Quick Recipes Can Actually Be Delicious and Healthy
First, there was the pressure cooker. Then, the slow cooker, or “Crockpot,” as we label all brands, came along, followed by the Ninja 3-in-1. Now the Instant Pot, which converts claim can transform the toughest piece of shoe-leather beef to fork-ready tenderness in less than 30 minutes, is making waves. Besides appliance shortcuts, each week, supermarkets, especially the freezer case, are filled with more ready-to-eat dishes than the week before. Never mind than many of these items are filled with unpronounceable ingredients.
It’s no wonder almost that every recipe has the word “quick,” “easy,” and less grammatically correct, but definitely mass appealing, “fast ‘n easy,” attached to it. In our instant gratification world, a recipe that requires more than 15 minutes of prep time belongs in a culinary museum.
A quick search of the internet, food magazines and cookbooks revealed more than 100 recipes for “quick” ways to prepare ground beef and chicken. I enjoy cooking shortcuts as much as the next person, but some of the “miracle” recipes making the rounds with claims of “only three ingredients for a gourmet meal!” are wildly exaggerated.
For example, coating chicken breasts with powdery ranch dressing mix and topping with grated cheese doesn’t constitute a healthy meal. Likewise, dousing ground beef with a jar of salsa and, again, reaching for a bag of cheese as the grand finale would likely horrify a true Mexican chef.
But, there are some “quick” recipes that actually deserve a second look. For example, placing a couple of pounds of round steak in a slow cooker with two cans of French onion soup and a little water; two large onions sliced into thin rings; a can of sliced mushrooms and a packet of onion soup mix makes the most delightful dinner. Almost as good as the tantalizing aroma and taste, it sounds quick elegant when announce to guests or even just regular ol’ family members you’re able to serve “French Onion Beef and Mushroom Gravy.”
Another category in which shortcuts can and often do work wonders is baked goods. I enjoy a homemade layer cake filled with rich made-from-scratch frosting as much as the next person. And taking the time to painstakingly roll out homemade crust for a fruit cobbler is well worth the effort. But sometimes a craving for cake or cobbler hits at an opportune time. That’s when a “quick and easy” recipe is more than acceptable. And yes, sometimes life-saving.
Believe it or not, there’s actually a recipe called, “I Need Cobbler Quickly!” To get your fruity fix in a matter of minutes, spread a can of mostly-drained crushed pineapple over the bottom of a 13-by-9 inch baking pan. Sprinkle a half cup of light brown sugar over the top, followed by a can of your favorite flavor of pie filling. I’ve mixed pineapple with peach, apple, and cherry fillings. You won’t go wrong with any of them. In a separate bowl, pour a box of yellow cake mix – I recommend the moist supreme variety – into a bowl and cut in a stick of room temperature butter with a fork. When the mixture has a dry, crumbly look, sprinkle on top of the fruit filling, followed by a sprinkle of granulated sugar. Bake at 350 degrees F for 35-40 minutes until golden brown.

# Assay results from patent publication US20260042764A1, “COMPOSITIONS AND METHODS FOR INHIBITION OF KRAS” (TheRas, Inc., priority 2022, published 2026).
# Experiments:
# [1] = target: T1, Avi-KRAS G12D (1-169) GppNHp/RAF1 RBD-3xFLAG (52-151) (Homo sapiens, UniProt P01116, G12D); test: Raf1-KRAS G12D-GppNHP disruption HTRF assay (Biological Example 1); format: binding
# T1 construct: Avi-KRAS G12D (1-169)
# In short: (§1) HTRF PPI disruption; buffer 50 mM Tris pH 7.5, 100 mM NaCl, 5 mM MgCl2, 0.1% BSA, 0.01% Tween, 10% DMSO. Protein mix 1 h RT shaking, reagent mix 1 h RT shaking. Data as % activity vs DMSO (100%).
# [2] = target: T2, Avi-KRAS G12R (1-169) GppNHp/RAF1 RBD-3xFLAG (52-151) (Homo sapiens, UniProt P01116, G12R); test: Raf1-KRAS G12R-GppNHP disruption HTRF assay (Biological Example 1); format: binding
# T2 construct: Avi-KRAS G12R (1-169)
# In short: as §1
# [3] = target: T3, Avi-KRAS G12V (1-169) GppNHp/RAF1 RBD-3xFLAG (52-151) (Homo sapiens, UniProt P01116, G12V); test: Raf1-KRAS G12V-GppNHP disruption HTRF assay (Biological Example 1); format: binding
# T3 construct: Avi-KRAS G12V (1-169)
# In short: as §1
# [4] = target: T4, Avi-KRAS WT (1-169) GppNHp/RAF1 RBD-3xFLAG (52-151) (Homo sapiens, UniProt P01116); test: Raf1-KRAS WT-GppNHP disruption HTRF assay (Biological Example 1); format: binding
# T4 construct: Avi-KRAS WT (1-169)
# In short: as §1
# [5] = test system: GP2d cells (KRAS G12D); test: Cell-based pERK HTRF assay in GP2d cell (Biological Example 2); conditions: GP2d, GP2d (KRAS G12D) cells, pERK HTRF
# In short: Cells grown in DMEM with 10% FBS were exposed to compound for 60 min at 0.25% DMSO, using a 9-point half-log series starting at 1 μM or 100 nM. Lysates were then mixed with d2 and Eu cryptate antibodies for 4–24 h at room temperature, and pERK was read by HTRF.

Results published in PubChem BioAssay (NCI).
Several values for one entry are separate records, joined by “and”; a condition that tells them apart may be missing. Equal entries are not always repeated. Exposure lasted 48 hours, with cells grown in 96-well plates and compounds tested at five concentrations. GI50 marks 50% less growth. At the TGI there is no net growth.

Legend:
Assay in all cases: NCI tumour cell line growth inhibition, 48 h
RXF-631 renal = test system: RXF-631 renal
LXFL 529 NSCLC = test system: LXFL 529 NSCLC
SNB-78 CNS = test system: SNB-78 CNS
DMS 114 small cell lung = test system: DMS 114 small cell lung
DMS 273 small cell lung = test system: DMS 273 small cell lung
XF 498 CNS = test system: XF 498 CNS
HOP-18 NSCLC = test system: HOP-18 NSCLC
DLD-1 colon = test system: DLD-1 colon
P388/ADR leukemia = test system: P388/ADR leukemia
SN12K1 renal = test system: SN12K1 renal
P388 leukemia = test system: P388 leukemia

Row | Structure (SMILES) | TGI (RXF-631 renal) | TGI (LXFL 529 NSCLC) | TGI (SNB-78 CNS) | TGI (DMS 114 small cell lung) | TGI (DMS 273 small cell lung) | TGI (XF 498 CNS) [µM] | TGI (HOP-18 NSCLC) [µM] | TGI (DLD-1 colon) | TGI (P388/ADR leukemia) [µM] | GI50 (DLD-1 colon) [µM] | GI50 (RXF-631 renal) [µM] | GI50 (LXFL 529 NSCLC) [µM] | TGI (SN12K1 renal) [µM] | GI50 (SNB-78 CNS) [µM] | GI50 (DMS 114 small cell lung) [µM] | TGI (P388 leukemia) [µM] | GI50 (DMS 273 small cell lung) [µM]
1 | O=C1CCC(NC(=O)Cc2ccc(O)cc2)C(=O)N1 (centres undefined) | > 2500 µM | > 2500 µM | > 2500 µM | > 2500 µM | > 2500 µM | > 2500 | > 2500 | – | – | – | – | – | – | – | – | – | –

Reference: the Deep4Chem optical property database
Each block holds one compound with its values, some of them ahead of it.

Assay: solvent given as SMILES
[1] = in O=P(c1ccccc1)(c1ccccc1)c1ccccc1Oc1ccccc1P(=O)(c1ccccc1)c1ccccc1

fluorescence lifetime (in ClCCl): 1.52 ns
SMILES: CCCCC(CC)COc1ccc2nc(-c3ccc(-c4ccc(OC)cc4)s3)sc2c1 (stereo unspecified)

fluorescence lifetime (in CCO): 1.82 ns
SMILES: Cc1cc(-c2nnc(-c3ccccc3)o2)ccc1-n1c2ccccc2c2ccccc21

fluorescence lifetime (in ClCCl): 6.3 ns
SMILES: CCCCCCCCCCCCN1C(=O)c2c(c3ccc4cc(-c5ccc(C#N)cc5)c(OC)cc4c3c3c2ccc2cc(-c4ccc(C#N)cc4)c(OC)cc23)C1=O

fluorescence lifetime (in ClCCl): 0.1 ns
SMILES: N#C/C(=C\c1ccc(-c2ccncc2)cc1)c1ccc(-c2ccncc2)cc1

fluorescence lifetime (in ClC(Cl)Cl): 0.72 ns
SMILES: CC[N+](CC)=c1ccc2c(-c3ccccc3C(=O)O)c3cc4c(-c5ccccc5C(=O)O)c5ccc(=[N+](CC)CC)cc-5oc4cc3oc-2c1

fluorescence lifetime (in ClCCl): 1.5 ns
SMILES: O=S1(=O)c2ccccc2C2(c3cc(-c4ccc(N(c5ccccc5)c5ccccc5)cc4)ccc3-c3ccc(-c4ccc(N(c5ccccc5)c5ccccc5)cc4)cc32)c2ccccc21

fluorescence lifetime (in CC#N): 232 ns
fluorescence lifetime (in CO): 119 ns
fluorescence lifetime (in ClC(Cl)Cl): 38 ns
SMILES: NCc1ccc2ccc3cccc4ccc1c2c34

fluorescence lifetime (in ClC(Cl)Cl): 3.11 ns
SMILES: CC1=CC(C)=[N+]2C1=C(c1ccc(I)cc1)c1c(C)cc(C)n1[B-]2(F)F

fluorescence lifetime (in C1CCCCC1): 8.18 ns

The aroma from the melded fruit and fragrant crust as you serve it with a scoop of ice cream compares quick favorably to the most elegant dessert.
Chicken Cacciatore is one of my favorite Italian dishes, but a busy work week doesn’t always allow time to chop vegetables and stir sauce. My shortcut version doesn’t quite live up to the Italian name, so I came up with a new one. However, it’s so delicious that if a true Italian made his or her way to my table, I doubt they’d complain.
Love, Italian-Style, Chicken and Linguine
1 jar garlic-onion flavored spaghetti sauce
2 (16 ounce) packages frozen mixed vegetables, such as broccoli, carrots and cauliflower, or your favorite stir-fry variety, defrosted
10-ounce package frozen bell peppers and onions, defrosted
1 cup Parmesan cheese, divided
Salt and pepper, to taste
2 pounds boneless skinless chicken breasts, cut into strips
12-ounce package dry linguine
Spread spaghetti sauce over bottom of lightly-greased 13-by-9-inch baking dish and add thawed vegetables; sprinkle them with half of Parmesan cheese. Place chicken strips over top and sprinkle with remaining cheese and salt and pepper. Cover with foil and bake in 375-degree F oven for 45 minutes or until chicken is tender and cooked through.
Cook linguine according to package directions, drain, and place on serving platter. Top with chicken and vegetables